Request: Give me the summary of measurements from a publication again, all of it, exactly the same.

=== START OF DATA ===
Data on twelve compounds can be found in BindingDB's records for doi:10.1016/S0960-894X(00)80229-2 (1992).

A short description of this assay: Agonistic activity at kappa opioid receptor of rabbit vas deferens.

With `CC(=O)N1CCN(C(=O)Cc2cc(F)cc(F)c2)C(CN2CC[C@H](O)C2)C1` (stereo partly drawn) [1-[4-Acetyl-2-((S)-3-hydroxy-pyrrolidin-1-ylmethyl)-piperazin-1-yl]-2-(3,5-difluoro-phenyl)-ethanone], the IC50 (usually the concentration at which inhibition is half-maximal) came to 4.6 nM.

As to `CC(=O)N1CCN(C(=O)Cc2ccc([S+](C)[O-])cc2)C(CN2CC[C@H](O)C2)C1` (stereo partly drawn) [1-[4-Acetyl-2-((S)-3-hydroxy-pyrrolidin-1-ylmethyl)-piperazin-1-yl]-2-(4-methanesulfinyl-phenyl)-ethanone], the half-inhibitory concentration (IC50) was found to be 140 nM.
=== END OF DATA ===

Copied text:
Data on twelve compounds can be found in BindingDB's records for doi:10.1016/S0960-894X(00)80229-2 (1992).

A short description of this assay: Agonistic activity at kappa opioid receptor of rabbit vas deferens.

With `CC(=O)N1CCN(C(=O)Cc2cc(F)cc(F)c2)C(CN2CC[C@H](O)C2)C1` (stereo partly drawn) [1-[4-Acetyl-2-((S)-3-hydroxy-pyrrolidin-1-ylmethyl)-piperazin-1-yl]-2-(3,5-difluoro-phenyl)-ethanone], the IC50 (usually the concentration at which inhibition is half-maximal) came to 4.6 nM.

As to `CC(=O)N1CCN(C(=O)Cc2ccc([S+](C)[O-])cc2)C(CN2CC[C@H](O)C2)C1` (stereo partly drawn) [1-[4-Acetyl-2-((S)-3-hydroxy-pyrrolidin-1-ylmethyl)-piperazin-1-yl]-2-(4-methanesulfinyl-phenyl)-ethanone], the half-inhibitory concentration (IC50) was found to be 140 nM.